Can Decision Governance Be a Source of Competitive Advantage?

Decision governance puts constraints on how decisions are made: e.g., assess impacts of decision options before picking one, estimate probabilities of outcomes of options, elicit preferences of decision makers, and so on. In other words, explain the reasons for a decision before deciding.

If these constraints are a source of competitive advantage, then this means that they lead to decisions with outcomes which are somehow superior to those of others, who govern their decision making in a different way. 

While it may seem reasonable to think that to govern decisions is better than not to, your position on this depends on your ability to see how specific requirements that constitute your decision governance influence the outcomes of your decisions. This is challenged by the usual problems of establishing cause and effect, and trusting that your decisions led to what they did precisely because of requirements on how decisions were made.

To develop and use decision governance requires specific values. You need to believe that it matters how you make decisions. This could be because you also believe that if you make them the ‘right’ way, they will lead to outcomes you wanted. And/or you may simply consider that important, a value on its own, e.g., to demonstrate diligence, because, perhaps the outcomes of decisions are consequential. You may also believe that it is important to be able to explain decisions later on, and do it better than saying something as vague as that the decision you made seemed like the right one at the time.

I intentionally used the word ‘believe’ a lot above. It can happen that a decision made in some very loose way leads to excellent outcomes. At the other end of the spectrum, you may spend a lot of resources to find and analyze all information that looks relevant to a decision, only to suffer consequences you wanted to avoid by doing so.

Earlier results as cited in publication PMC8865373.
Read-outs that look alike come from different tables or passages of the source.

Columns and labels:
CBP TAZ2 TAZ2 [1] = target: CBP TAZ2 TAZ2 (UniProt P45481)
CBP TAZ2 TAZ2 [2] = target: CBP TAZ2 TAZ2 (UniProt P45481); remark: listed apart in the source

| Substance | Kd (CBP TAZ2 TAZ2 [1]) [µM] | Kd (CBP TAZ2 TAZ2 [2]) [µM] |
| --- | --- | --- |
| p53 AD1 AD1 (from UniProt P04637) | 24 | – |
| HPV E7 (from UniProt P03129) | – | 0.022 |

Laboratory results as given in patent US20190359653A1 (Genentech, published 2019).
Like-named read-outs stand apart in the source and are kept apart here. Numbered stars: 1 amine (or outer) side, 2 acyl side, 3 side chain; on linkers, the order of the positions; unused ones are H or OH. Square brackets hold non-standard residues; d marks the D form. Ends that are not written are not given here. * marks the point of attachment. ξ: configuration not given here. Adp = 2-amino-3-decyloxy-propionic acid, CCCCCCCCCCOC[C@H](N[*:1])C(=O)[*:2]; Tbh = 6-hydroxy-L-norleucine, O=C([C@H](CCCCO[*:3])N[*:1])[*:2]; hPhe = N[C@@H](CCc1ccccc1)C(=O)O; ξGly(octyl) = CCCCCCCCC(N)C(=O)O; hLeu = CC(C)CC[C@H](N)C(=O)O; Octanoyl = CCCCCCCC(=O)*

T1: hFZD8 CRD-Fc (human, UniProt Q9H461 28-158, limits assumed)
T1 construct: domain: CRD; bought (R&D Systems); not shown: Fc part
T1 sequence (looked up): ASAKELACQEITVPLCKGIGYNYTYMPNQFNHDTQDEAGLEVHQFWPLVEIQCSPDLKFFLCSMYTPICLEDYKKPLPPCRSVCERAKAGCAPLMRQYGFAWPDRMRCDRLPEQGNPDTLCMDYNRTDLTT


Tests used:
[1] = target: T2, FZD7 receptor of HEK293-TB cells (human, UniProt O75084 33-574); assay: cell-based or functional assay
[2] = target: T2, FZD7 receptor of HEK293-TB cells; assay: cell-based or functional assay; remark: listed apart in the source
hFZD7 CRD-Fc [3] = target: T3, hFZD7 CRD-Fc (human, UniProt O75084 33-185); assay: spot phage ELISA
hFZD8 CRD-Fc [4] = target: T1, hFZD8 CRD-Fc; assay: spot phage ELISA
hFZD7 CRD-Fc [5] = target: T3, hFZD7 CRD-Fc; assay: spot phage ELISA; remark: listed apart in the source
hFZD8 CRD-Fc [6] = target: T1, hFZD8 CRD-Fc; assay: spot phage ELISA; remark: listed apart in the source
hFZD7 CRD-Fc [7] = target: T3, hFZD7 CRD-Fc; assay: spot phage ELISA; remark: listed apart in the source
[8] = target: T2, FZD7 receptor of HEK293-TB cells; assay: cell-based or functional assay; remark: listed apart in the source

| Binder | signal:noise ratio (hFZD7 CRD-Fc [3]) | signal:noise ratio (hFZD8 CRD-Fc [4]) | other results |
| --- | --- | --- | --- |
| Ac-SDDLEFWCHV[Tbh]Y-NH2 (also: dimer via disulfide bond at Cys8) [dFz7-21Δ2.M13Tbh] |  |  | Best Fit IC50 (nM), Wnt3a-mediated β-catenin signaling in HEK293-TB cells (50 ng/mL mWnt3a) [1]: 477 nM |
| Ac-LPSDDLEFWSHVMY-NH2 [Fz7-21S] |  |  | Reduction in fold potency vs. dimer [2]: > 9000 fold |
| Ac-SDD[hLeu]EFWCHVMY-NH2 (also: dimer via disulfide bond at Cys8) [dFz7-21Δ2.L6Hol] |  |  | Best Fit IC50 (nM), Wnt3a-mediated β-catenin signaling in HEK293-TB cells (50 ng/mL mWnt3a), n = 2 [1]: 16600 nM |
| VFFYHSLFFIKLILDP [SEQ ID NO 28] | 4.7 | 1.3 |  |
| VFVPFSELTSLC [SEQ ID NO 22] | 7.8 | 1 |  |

In organizations, decision governance matters because it can ensure, for example, that knowledge available is in fact matched with decisions where it is relevant. Obviously, regulations and industry standards can impose specific requirements on how decisions are made, because of continuous improvement, i.e., the need to learn from errors, to avoid them in the future.

Back, now, to competitive advantage. Since decision governance influences how decisions are made, it influences decisions themselves. Since the success of an organization depends on what it does, e.g., about products and services it designs and sells, it should be possible for decision governance to be a source of competitive advantage.

For example, product portfolio management decisions, in organizations having many products, are often the result of documented decision processes. Selecting which products to develop and offer influences business performance. Consequently, having a unique approach to portfolio management decisions can, or should be a competitive advantage. 

The challenge, of course, is how to build and sustain that competitive advantage, which in turn begs the question of how to design decision governance so that it leads to decisions which result in superior performance relative to others.

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